Dutch ICU survivors have more consultations with general practitioners before and after ICU admission compared to a matched control group from the general population

PLoS One. 2019 May 23;14(5):e0217225. doi: 10.1371/journal.pone.0217225. eCollection 2019.


Background: General Practitioners (GPs) play a key role in the healthcare trajectory of patients. If the patient experiences problems that are typically non-life-threatening, such as the symptoms of post-intensive-care syndrome, the GP will be the first healthcare professional they consult. The primary aim of this study is to gain insight in the frequency of GP consultations during the year before hospital admission and the year after discharge for ICU survivors and a matched control group from the general population. The secondary aim of this study is to gain insight into differences between subgroups of the ICU population with respect to the frequency of GP consultations.

Methods: We conducted a retrospective cohort study, combining a national health insurance claims database and a national quality registry for ICUs. Clinical data of patients admitted to an ICU in 2013 were enriched with claims data from the years 2012, 2013 and 2014. Poisson regression was used to assess the differences in frequency of GP consultations between the ICU population and the control group.

Results: ICU patients have more consultations with GPs during the year before and after admission than individuals in the control group. In the last four weeks before admission, ICU patients have 3.58 (CI 3.37; 3.80) times more GP consultations than the control group, and during the first four weeks after discharge they have 4.98 (CI 4.74; 5.23) times more GP consultations. In the year after hospital discharge ICU survivors have an increased GP consultation rate compared to the year before their hospital admission.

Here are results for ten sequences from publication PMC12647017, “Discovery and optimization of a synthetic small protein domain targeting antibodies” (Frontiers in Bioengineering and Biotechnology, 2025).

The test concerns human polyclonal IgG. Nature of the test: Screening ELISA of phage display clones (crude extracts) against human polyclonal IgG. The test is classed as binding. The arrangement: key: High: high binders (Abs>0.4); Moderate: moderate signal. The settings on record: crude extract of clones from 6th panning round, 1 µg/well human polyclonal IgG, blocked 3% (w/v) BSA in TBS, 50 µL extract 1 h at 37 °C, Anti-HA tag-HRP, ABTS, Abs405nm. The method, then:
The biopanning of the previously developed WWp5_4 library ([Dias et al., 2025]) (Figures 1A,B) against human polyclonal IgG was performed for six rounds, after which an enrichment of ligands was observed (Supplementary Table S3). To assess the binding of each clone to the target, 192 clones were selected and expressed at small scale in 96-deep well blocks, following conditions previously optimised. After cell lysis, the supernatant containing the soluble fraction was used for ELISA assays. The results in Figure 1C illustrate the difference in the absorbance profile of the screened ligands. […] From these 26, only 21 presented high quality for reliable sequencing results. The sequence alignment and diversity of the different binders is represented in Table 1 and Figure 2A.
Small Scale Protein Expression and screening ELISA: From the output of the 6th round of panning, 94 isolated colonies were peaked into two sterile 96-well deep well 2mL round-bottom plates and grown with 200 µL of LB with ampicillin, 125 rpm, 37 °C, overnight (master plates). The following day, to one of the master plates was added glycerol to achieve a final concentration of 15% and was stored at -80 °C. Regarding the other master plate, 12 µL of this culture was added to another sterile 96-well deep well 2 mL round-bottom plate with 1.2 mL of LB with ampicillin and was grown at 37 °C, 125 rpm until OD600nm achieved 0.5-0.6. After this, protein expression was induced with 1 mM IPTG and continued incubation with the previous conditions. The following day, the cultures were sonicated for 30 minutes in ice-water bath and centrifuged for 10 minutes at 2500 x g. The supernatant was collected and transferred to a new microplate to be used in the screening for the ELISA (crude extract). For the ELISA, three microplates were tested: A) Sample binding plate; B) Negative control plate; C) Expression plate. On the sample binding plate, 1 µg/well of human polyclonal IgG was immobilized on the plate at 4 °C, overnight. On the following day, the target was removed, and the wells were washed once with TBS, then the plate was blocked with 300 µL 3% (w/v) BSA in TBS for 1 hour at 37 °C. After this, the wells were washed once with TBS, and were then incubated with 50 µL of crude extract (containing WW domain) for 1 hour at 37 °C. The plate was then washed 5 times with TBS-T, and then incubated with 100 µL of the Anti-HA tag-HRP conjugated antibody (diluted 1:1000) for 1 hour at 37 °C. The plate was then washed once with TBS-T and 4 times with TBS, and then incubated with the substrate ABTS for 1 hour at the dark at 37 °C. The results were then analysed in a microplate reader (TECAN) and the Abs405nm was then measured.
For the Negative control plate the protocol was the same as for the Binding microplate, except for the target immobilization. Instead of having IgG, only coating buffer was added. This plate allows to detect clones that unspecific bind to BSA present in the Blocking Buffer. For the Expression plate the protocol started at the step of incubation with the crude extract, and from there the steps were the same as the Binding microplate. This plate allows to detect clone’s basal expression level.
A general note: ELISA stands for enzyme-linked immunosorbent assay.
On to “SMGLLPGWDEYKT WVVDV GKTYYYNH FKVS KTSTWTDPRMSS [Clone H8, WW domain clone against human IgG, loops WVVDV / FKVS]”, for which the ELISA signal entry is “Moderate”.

Conclusions: Close to hospital admission and shortly after hospital discharge, the frequency of GP consultations substantially increases in the population of ICU survivors. Even a year after hospital discharge, ICU survivors have increased GP consultation rates. Therefore, GPs should be well informed about the problems ICU patients suffer after discharge, in order to provide suitable follow-up care.

Publication types

  • Comparative Study
  • Research Support, Non-U.S. Gov't

MeSH terms

  • Adolescent
  • Adult
  • Aged
  • Aged, 80 and over
  • Case-Control Studies
  • Female
  • General Practitioners / statistics & numerical data*
  • Hospitalization / statistics & numerical data*
  • Humans
  • Intensive Care Units / statistics & numerical data*
  • Male
  • Middle Aged
  • Netherlands
  • Patient Discharge
  • Physician-Patient Relations
  • Quality of Life*
  • Referral and Consultation / statistics & numerical data*
  • Retrospective Studies
  • Survivors / statistics & numerical data*
  • Young Adult

Grants and funding

The National Intensive Care Evaluation (NICE) foundation pays the department of Medical Informatics for processing, checking and maintaining the Dutch quality registry. Drs. van Beusekom, Dr. Bakhshi-Raiez, Professor de Keizer and Dr. Termorshuizen are employees of the department of medical informatics and work for the NICE registry. Professor de Keizer and Dr. Dongelmans are members of the NICE board. The funder had no role in study design, data collection and analysis, decision to publish, or preparation of the manuscript.